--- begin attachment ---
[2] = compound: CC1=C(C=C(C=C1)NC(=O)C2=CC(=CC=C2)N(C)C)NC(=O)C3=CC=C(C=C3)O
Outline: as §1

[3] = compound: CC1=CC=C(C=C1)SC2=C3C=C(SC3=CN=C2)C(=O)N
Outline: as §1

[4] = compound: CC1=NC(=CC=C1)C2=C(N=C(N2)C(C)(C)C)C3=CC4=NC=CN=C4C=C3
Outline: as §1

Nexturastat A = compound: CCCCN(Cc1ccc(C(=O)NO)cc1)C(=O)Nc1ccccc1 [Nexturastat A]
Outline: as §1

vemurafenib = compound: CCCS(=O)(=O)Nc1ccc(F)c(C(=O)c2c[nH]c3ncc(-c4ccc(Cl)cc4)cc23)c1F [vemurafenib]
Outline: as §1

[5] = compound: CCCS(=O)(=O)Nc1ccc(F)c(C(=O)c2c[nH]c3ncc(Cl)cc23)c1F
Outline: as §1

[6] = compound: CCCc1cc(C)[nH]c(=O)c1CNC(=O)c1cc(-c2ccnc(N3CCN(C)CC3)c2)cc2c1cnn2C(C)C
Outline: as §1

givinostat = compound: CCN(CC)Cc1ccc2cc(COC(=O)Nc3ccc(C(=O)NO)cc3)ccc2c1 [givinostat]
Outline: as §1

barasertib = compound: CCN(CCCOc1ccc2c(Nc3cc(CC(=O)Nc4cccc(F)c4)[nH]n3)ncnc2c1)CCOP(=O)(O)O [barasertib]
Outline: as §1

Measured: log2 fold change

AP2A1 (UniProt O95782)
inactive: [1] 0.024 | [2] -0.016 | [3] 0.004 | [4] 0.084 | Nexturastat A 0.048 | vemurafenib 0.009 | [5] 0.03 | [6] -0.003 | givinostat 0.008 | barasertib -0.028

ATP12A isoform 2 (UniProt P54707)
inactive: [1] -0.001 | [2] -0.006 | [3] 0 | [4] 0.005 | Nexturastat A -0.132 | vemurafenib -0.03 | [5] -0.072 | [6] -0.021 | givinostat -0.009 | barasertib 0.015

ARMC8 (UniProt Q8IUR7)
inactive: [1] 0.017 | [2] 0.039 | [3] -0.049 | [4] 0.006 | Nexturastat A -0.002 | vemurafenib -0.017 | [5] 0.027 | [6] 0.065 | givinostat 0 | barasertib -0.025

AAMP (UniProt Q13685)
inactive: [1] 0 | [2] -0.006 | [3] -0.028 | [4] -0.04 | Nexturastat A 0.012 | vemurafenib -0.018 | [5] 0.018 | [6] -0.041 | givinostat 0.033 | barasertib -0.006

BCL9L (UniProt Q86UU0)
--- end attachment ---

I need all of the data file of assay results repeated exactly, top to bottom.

[2] = compound: CC1=C(C=C(C=C1)NC(=O)C2=CC(=CC=C2)N(C)C)NC(=O)C3=CC=C(C=C3)O
Outline: as §1

[3] = compound: CC1=CC=C(C=C1)SC2=C3C=C(SC3=CN=C2)C(=O)N
Outline: as §1

[4] = compound: CC1=NC(=CC=C1)C2=C(N=C(N2)C(C)(C)C)C3=CC4=NC=CN=C4C=C3
Outline: as §1

Nexturastat A = compound: CCCCN(Cc1ccc(C(=O)NO)cc1)C(=O)Nc1ccccc1 [Nexturastat A]
Outline: as §1

vemurafenib = compound: CCCS(=O)(=O)Nc1ccc(F)c(C(=O)c2c[nH]c3ncc(-c4ccc(Cl)cc4)cc23)c1F [vemurafenib]
Outline: as §1

[5] = compound: CCCS(=O)(=O)Nc1ccc(F)c(C(=O)c2c[nH]c3ncc(Cl)cc23)c1F
Outline: as §1

[6] = compound: CCCc1cc(C)[nH]c(=O)c1CNC(=O)c1cc(-c2ccnc(N3CCN(C)CC3)c2)cc2c1cnn2C(C)C
Outline: as §1

givinostat = compound: CCN(CC)Cc1ccc2cc(COC(=O)Nc3ccc(C(=O)NO)cc3)ccc2c1 [givinostat]
Outline: as §1

barasertib = compound: CCN(CCCOc1ccc2c(Nc3cc(CC(=O)Nc4cccc(F)c4)[nH]n3)ncnc2c1)CCOP(=O)(O)O [barasertib]
Outline: as §1

Measured: log2 fold change

AP2A1 (UniProt O95782)
inactive: [1] 0.024 | [2] -0.016 | [3] 0.004 | [4] 0.084 | Nexturastat A 0.048 | vemurafenib 0.009 | [5] 0.03 | [6] -0.003 | givinostat 0.008 | barasertib -0.028

ATP12A isoform 2 (UniProt P54707)
inactive: [1] -0.001 | [2] -0.006 | [3] 0 | [4] 0.005 | Nexturastat A -0.132 | vemurafenib -0.03 | [5] -0.072 | [6] -0.021 | givinostat -0.009 | barasertib 0.015

ARMC8 (UniProt Q8IUR7)
inactive: [1] 0.017 | [2] 0.039 | [3] -0.049 | [4] 0.006 | Nexturastat A -0.002 | vemurafenib -0.017 | [5] 0.027 | [6] 0.065 | givinostat 0 | barasertib -0.025

AAMP (UniProt Q13685)
inactive: [1] 0 | [2] -0.006 | [3] -0.028 | [4] -0.04 | Nexturastat A 0.012 | vemurafenib -0.018 | [5] 0.018 | [6] -0.041 | givinostat 0.033 | barasertib -0.006

BCL9L (UniProt Q86UU0)